Infinity Beach – Jack McDevitt (2000)
‘We are alone. That is the verdict, after centuries of Search for Extra-Terrestrial Intelligence missions and space exploration. The only living things in the Universe are found on the Nine Worlds settled from Earth, and the starships that knit them together. Or so it’s believed, until Dr. Kimberley Brandywine sets out to find what happened to her clone-sister Emily, who, after the final unsuccessful manned SETI expedition, disappeared along with the rest of her ship’s crew.
Following a few ominous clues, Kim discovers the ship’s log was faked. Something happened out there in the darkness between the stars and she’s prepared to go to any length to find answers. Even if it means giving up her career… stealing a starship… losing her lover. Kim is about to discover the truth about her sister – and about more than she ever dared imagine.’
Blurb from the 2001 Eos paperback edition
In a future where Humanity has expanded out to a handful of settled planets and seems to have culturally stalled, Kim Brandywine is working for an institute still trying to search for Extraterrestrial Life. Kim is haunted by the death of her clone-sister Emily who was on an exploratory voyage and who disappeared, along with another member of the crew, without trace after she returned. The two male survivors of the Hunter Expedition were subsequently involved in a mysterious explosion at Mount Hope on their home planet, an area which has since had sightings of ghostly apparitions.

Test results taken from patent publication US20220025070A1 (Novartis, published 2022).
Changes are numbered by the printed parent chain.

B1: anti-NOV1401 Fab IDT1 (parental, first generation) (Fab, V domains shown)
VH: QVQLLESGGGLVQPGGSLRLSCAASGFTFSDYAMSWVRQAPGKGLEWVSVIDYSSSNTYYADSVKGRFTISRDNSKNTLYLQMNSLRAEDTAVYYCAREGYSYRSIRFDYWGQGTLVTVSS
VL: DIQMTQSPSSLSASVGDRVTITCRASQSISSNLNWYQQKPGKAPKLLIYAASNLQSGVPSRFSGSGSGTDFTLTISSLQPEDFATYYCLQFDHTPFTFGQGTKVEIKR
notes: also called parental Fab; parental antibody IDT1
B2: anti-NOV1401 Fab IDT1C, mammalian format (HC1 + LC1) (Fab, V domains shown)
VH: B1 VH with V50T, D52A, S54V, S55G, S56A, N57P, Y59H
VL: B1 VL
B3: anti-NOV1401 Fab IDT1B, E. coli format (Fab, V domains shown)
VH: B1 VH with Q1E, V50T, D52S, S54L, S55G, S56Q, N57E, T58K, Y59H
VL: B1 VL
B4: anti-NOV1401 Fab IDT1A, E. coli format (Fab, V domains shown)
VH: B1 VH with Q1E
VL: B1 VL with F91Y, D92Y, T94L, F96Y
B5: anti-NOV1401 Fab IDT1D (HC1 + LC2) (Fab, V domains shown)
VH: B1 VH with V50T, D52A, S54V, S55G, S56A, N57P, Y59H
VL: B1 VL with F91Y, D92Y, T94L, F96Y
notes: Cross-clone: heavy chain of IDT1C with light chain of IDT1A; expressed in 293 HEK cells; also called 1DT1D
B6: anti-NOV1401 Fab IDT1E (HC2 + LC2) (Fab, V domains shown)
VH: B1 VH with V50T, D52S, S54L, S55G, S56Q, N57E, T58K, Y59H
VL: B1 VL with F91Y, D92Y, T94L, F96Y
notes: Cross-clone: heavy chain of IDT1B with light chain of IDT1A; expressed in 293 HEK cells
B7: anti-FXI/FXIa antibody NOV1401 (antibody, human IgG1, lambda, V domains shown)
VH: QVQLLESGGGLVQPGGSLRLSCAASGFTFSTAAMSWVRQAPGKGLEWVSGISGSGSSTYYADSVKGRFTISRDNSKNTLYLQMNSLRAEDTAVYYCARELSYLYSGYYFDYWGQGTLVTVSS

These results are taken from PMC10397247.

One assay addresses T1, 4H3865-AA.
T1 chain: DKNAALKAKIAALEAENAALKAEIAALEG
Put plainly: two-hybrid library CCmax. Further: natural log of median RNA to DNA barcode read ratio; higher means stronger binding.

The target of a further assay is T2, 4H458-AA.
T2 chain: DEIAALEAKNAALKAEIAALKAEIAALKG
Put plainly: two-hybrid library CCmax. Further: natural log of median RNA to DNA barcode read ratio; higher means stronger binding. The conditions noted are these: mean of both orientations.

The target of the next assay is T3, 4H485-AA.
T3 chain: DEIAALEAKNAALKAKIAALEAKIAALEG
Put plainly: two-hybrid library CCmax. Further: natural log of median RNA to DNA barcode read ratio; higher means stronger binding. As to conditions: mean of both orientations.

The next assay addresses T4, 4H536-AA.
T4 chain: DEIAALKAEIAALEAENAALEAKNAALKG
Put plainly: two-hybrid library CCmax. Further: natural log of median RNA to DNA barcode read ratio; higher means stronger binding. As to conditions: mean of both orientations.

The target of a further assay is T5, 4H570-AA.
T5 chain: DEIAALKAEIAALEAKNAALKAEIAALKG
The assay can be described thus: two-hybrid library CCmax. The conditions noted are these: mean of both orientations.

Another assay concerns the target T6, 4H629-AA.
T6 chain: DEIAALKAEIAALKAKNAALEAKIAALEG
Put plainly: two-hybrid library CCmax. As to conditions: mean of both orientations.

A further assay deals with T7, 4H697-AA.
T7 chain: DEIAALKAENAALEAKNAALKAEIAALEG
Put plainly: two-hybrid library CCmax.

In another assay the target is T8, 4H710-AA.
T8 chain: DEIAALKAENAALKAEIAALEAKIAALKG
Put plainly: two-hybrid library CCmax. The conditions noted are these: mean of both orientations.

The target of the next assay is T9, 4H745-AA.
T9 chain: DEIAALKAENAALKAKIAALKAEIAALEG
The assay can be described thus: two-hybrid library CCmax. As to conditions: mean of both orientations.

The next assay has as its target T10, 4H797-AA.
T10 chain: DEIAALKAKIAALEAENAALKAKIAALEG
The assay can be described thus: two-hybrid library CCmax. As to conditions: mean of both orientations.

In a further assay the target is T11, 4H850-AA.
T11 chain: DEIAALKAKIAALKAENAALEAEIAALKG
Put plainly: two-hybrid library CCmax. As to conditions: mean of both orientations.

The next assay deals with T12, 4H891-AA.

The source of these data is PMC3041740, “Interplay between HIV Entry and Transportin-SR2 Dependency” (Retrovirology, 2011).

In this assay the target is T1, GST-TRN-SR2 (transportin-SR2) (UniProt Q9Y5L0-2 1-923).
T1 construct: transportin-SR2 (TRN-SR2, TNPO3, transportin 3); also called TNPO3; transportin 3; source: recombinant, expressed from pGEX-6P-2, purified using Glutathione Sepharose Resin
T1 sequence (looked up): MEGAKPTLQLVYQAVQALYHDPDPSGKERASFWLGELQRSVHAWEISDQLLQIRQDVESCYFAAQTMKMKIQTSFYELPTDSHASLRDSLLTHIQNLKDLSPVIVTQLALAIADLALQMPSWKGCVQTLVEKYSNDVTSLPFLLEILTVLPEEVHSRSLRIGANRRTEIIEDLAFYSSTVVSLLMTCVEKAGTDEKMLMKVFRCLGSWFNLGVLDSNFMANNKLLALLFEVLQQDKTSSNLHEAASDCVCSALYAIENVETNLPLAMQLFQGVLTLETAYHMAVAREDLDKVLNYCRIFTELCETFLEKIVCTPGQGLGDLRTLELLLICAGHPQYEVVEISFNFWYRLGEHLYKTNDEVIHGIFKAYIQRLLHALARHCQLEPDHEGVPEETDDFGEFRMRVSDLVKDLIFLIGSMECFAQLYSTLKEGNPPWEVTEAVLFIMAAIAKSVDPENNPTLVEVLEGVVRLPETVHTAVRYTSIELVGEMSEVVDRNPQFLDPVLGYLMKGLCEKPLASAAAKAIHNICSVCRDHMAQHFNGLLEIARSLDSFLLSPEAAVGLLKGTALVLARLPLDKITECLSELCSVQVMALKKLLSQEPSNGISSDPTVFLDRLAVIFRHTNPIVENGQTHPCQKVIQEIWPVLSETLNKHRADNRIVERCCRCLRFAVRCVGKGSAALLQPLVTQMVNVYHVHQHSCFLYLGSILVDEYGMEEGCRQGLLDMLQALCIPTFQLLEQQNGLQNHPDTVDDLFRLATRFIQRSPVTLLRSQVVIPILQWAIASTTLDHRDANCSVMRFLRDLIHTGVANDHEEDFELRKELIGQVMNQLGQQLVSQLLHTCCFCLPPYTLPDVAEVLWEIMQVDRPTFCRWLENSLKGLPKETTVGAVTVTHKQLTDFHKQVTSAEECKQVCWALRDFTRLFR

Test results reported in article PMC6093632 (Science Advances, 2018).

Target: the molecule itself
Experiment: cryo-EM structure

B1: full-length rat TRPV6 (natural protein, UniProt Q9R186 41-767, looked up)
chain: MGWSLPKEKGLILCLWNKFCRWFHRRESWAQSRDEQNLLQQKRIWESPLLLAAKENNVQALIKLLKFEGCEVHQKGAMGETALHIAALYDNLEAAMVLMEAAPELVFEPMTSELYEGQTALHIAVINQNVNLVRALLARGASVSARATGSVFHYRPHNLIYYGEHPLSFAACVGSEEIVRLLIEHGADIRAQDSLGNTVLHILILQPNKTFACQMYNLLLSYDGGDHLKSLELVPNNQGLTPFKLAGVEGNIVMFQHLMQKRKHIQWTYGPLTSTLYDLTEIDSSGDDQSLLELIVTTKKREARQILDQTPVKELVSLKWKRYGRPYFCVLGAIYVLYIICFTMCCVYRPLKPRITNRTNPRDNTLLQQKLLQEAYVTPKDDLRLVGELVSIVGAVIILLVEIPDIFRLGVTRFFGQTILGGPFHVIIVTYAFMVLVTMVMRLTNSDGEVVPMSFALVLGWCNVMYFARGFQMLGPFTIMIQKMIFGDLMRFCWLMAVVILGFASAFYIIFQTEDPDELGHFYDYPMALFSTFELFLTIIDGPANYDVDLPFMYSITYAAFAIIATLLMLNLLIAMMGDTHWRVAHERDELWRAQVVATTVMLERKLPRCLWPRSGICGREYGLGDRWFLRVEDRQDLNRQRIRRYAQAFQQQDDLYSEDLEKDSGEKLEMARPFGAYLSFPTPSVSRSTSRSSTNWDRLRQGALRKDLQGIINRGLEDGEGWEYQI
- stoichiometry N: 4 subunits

Emily is contacted by the grandfather of the other missing girl who believes that there is something more to their disappearance than meets the eye.
Initially cynical, Kim begins to uncover small pieces of evidence which leads her to suspect that something is very wrong with the official story of the voyage of the Hunter and, facing opposition from her employers and the families of the now-dead crew, becomes determined to uncover the truth of what happened to her sister.
McDevitt gives us a gripping scientific detective story which combines a first contact situation with brilliantly evocative moments of ghostly horror and an old unsolved murder.
Interestingly, McDevitt succeeds well in realising a planet settled some six hundred years ago which now has experts researching its own history and archaeology. It makes for a very well-rounded society, if a tad Americocentric. The structure is well thought out, although perhaps a little cinematic. It is a bit of a cliche for the hero/ine to be not believed/discredited/fired and then have to solve the mysteries while the authorities are snapping at her heels.
All in all, though, it’s a cracking piece of work. Nothing groundbreaking, just a solid piece of well-written SF with a detective thriller twist.